The more important question - as I am quickly learning - is:
Will the deer leave it alone?It looks a little too much like a Hosta for my peace of mind, which I understand deer view as candy. And they eat their dessert first: none of this save-the-best-for-last for them! At the cost of these plants - if the deer are partial to them - I might as well take a deer to dinner every night until the deer hound gets big enough to be a deterrent. Then again, our last deer hound was afraid of deer. . . .
Meanwhile, I'm busy learning about garden design. So far, I have learned two very important things:
1. Be aware of your 'point of view'. I finally realized that one of my biggest obstacles in trying to come up with a design was that I was trying to design the garden from within the garden! That's nice as far as it goes, but it makes it a bit difficult to relate to the rest of the house. . . . In order to design a garden, you first have to step out of it. Sounds counter-intuitive, doesn't it?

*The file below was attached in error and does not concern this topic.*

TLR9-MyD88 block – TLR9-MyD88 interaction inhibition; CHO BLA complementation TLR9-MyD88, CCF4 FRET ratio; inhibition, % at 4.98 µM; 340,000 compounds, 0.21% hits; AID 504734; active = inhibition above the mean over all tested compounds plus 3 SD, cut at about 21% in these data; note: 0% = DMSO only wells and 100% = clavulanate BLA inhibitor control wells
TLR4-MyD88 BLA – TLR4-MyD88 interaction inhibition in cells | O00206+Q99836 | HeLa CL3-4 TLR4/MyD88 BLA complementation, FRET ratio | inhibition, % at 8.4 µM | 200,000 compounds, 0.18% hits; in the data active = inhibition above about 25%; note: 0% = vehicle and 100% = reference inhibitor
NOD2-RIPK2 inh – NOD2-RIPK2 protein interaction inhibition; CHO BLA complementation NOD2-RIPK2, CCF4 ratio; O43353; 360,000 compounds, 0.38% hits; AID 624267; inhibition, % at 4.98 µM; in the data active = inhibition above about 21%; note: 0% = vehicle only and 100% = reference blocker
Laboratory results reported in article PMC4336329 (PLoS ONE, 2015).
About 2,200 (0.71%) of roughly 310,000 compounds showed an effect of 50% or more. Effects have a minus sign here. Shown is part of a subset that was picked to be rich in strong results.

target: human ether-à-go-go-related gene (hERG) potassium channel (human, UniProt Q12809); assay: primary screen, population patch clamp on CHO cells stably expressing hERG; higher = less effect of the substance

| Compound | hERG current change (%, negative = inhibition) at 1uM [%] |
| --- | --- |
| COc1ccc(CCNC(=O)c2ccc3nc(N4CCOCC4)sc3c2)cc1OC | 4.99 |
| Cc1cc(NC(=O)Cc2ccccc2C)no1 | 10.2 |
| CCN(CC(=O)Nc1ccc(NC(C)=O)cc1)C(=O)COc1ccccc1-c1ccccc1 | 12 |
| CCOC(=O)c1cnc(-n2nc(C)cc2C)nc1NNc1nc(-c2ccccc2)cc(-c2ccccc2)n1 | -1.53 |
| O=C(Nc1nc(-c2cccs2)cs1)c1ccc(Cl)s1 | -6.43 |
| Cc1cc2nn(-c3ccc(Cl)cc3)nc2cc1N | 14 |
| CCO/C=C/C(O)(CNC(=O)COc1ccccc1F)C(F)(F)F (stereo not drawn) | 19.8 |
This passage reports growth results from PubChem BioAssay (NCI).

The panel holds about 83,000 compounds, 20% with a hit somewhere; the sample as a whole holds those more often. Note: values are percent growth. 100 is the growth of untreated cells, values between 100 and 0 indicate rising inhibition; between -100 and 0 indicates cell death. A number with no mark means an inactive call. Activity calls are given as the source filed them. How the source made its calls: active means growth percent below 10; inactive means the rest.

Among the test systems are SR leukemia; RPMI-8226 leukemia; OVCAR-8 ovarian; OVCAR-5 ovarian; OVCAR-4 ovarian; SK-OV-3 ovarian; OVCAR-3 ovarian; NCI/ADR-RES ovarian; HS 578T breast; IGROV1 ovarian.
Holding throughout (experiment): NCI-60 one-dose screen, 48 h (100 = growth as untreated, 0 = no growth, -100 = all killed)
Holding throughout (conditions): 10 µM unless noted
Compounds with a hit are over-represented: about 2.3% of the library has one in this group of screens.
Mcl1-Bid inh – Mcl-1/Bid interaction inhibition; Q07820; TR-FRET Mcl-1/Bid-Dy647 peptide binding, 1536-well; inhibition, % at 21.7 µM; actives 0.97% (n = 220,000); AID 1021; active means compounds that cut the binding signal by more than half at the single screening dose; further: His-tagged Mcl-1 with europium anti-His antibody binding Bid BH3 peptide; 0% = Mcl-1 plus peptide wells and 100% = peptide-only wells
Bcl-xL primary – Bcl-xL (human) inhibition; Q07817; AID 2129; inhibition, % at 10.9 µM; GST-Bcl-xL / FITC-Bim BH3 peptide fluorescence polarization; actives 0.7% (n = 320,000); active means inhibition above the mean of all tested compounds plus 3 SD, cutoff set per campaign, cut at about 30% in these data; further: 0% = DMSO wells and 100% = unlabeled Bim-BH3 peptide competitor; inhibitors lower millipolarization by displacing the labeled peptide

2. You can only have one focal point (or only a very limited number). Too many stunning specimen trees and different, unusual flowers make for a mishmash of a mess and way too much to look at, peacefully. I've seen the punch of a single wash of one kind of flower - maybe poppies, or daffodils, or echinacea - that is not equaled by an area of the same size comprised of all three, plus cosmos, shrub roses, loosestrife, coreopsis, daisies and dahlias. There's the question of different flowering times, but you get my drift.
Note to self: Remember where you are, and keep it simple.
But I still like this plant! Maybe I can keep it simple with this plant - in the forest shade, anyway - so long as I can keep the deer at bay?
P.S. - it's a Brunnera macrophylla 'Jack Frost.' I want one. Or 20.